Sponsorship allows a business organization an opportunity for affiliation with a sport property or event as a means of gaining a marketing benefit beyond typical advertising. Sponsorship creates a perceived relationship between a business and a sport organization where the sponsor publicly endorses an activity and tries to maximize image transfer between the two entities.

There is mutual benefit for both parties in a sponsorship relationship: The sport property gets monetary or in-kind benefits, and the sponsor gets awareness and image benefits, which in turn can lead to increased sales. This is an important aspect of sponsorship for non-profit sport entities that are considering fundraising efforts to augment budgets. In a time when businesses are cutting spending, money earmarked for charitable donations may be scarce. Physical education and athletic programs would be more likely to gain revenue from private sources if they provide businesses a rationale for giving money beyond altruism. Soliciting sponsorships that can give a business a return on their investment may be a more effective way to develop revenue.

Knowing what businesses want out of sponsorships is important for those seeking them. Sponsorship objectives can be divided into two main categories: Indirect objectives are considered pre-behavioral and include creating awareness for the sponsor and enhancing sponsor’s image. Direct or behavioral objectives are those designed to stimulate a purchase response by the target consumer. Determining what businesses want from a sponsorship is difficult, so it may be suggested that those seeking sponsorship relationships with businesses approach the process strategically. This means assessing internal and external contingencies, using specific marketing strategies such as market segmentation and targeting and product positioning, and evaluation of those efforts.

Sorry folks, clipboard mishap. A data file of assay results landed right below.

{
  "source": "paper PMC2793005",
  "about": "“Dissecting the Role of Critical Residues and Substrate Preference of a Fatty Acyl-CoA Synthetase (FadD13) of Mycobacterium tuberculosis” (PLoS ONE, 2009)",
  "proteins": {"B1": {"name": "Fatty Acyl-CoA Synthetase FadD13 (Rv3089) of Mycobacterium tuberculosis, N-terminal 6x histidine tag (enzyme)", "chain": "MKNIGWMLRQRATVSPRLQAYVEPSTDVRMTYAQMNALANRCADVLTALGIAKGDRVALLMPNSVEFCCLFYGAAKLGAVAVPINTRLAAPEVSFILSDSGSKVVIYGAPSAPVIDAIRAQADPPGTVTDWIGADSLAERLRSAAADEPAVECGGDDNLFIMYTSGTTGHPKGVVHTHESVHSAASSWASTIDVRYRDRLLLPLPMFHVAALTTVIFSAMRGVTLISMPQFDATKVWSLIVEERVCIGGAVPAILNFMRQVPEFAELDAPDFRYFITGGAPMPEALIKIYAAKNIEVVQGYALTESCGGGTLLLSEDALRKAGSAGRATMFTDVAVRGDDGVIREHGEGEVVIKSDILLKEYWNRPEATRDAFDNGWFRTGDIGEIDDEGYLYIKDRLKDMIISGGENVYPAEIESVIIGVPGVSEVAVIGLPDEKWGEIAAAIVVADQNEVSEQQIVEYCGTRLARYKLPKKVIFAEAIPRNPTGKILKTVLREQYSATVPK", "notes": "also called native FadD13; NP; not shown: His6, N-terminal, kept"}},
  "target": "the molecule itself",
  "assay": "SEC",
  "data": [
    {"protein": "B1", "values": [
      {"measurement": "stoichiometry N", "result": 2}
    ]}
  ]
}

In the current economic climate, there is no shortage of non-profit entities seeking funds from private businesses. Being able to strategically design and carry out the search, as well as effectively demonstrating a return on investment for businesses that provide funds for physical education and athletics programs are two ways to improve the success of the effort.

Limiting the negative consequences

Kristin Larson, author of Commercialism in Schools, provided several suggestions for creating sponsorship relations between private organizations and public schools. These include the following:

  • To control the duration and scope of the relationship, create specific educational objectives for the sponsorship.
  • Work with parents, administration and the community to create a school policy on commercial activities in schools in advance of entering into a sponsorship agreement.
  • Seek information and entertain sponsorships from a variety of businesses.
  • Examine all potential sponsors’ past relations with schools, to understand their motives and tactics prior to entering into a relationship with them.
  • Communicate information with other schools, districts and states, as well as national education organizations. Seek as much information as possible from others about techniques and businesses.
  • Enter into sponsorship agreements that ensure your school's or district's approval and that allow your school to terminate the sponsorship at its discretion and in its own timeframe.
  • Never require a student to take part in a sponsorship-related activity.
  • Continuously monitor the process and effects of the sponsorship, including feedback from students, instructor, parents and administration.

In tough economic times, physical education and athletics programs in K-12 education face great challenges of funding and staffing, despite their importance to the overall educational experience. Augmenting budgets with private money is one way to meet these challenges. It is important to approach the process of finding and soliciting funding in order to effectively raise money and to do so in a manner that limits commercial impacts on schools and students.